Each year, Sirens chair Amy Tenbrink posts monthly reviews of new-to-her books from the annual Sirens reading list. You can find all of her Sirens Book Club reviews at the Sirens Goodreads Group. We invite you to read along and discuss!
In 1989, when Like Water for Chocolate was first published, I was 13. I was reading my mother’s mysteries and bodice rippers, where the girls were either, respectively, dead or had to be told how much they wanted sex. I was consumed with my own perfectionism and already worried about achieving perfect grades, perfect attendance, and perfect extracurricular activities in high school, which I wouldn’t even start for another year. I did not read Like Water for Chocolate when it came out.
But maybe I should have.
In certain Spanish-speaking countries, the phrase “like water for chocolate” means “furious.” Often, in those countries, hot chocolate is made with near-boiling water, so the simile is, essentially, so mad that one is boiling over, rage-filled, livid. And Laura Esquivel’s book is so much like water for chocolate: a scalding, blistering work of fiery passions and violent anger and ultimately, literal conflagration.
Widowed Mama Elena has three daughters: Gertrudis, Rosaura, and the youngest, Tita. Like Water for Chocolate is Tita’s story, born of Mama Elena’s insistence that, as in family tradition, Tita never marry and instead stay home to take care of her mother. As with life, instead, Tita is the first of the girls to fall in love, instantly and fervidly with Pedro, who promptly appears in Mama Elena’s living room to ask for Tita’s hand in marriage. Mama Elena refuses, of course, and instead offers Rosaura to Pedro, who…accepts. Pedro’s reasoning is that, by marrying her sister, he can be close to Tita. Tita is predictably heartbroken and bakes her sorrow into Rosaura and Pedro’s wedding feast, causing sickness and, ultimately, a magical realism river of vomit.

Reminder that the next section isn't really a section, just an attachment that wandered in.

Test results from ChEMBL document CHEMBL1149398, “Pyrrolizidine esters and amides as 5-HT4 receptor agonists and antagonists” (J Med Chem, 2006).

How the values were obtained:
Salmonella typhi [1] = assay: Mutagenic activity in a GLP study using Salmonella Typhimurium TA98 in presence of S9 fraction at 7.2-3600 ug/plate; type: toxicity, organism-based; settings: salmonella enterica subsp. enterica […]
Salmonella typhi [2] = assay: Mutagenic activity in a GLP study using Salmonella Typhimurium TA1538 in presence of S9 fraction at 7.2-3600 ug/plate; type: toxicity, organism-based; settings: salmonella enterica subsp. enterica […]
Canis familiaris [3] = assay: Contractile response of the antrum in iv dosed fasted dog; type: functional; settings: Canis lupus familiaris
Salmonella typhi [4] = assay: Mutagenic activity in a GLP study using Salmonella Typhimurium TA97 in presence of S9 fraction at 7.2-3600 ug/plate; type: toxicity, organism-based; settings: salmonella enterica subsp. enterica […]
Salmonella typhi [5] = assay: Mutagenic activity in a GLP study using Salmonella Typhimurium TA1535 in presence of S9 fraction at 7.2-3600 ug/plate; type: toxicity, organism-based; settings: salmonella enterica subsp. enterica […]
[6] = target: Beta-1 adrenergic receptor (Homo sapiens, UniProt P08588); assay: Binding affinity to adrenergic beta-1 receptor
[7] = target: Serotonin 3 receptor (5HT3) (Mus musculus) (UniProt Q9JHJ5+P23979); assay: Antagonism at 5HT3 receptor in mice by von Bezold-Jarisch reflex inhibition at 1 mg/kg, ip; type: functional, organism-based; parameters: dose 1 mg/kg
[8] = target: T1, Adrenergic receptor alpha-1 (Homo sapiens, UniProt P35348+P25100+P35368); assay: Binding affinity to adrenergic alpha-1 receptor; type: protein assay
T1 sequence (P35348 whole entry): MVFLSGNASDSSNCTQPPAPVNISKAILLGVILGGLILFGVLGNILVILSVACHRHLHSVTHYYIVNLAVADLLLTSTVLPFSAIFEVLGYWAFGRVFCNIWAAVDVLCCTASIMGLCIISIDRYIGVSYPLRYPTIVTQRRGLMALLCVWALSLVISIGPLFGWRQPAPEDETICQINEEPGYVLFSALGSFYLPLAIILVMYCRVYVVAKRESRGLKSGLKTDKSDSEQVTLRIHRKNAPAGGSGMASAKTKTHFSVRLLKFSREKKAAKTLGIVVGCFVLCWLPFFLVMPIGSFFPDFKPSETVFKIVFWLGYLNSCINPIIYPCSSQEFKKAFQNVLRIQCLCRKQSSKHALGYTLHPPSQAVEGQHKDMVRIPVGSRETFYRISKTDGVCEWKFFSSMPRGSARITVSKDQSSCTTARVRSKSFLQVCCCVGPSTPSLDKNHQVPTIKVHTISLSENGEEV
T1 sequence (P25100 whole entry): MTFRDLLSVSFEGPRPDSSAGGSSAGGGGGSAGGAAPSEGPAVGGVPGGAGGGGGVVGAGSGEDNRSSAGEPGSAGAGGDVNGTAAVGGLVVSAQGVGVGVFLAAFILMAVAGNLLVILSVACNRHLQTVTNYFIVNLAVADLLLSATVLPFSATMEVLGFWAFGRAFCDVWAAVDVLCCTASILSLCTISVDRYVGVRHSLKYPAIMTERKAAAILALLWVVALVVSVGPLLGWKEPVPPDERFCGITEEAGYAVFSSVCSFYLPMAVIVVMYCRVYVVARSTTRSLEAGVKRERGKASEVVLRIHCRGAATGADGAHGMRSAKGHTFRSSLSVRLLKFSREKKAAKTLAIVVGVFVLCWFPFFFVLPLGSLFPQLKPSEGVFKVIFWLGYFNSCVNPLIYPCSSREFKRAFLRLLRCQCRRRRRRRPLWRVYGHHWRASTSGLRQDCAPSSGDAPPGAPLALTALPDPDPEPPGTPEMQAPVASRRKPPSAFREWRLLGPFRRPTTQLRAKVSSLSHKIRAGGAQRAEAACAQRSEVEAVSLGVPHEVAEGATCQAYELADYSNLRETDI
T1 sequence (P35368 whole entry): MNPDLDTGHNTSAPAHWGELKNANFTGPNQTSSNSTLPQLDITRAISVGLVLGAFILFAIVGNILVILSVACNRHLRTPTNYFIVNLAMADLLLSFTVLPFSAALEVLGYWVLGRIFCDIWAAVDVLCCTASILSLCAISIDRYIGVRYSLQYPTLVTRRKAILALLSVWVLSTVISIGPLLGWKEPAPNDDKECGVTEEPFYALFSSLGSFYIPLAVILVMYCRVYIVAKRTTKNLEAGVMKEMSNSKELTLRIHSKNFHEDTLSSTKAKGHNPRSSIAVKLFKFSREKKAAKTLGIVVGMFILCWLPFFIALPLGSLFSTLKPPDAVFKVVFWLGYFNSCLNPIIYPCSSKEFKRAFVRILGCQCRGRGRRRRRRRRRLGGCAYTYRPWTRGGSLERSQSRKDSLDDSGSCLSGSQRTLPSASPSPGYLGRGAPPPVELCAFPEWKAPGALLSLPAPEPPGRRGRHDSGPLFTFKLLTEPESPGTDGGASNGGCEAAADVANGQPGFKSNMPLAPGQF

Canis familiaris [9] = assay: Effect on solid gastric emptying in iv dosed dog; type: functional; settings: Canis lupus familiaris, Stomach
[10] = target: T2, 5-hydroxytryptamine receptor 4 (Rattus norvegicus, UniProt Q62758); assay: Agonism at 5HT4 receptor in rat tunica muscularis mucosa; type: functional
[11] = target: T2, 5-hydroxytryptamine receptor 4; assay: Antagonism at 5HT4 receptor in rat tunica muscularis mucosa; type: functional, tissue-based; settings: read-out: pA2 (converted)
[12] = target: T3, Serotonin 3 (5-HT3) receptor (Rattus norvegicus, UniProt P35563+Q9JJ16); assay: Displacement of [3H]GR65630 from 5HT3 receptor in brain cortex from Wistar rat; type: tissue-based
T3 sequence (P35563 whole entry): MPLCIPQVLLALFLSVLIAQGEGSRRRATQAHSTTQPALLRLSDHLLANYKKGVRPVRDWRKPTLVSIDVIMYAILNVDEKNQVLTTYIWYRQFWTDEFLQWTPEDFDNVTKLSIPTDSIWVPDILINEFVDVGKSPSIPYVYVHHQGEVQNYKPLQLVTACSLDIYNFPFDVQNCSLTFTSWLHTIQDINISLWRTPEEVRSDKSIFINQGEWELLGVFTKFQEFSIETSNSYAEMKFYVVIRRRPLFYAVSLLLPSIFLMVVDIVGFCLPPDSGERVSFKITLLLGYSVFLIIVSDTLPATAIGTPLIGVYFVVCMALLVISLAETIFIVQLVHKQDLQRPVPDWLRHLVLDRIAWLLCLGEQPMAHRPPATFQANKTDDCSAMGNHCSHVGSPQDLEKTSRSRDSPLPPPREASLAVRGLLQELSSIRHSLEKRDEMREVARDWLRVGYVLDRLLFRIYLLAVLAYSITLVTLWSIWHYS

Like Water for Chocolate, while purportedly told in monthly segments full of recipes and cooking tips – as befits Tita’s passion for cooking – in fact covers over 20 years of Tita’s life: her love of Pedro; Gertrudis’s escape from the household (another magical realism moment of unquenchable passion that culminates in a naked race into the desert and sex with a stranger on a horse); Mama Elena’s death (and haunting of Tita); and finally Tita and Pedro’s eventual consummation of their passion, only to have Pedro’s orgasm cause his death – upon which Tita, unwilling to let him go, creates her own death, burning the ancestral family ranch to the ground in the process. Does that sound like a lot? That’s not even the half of it!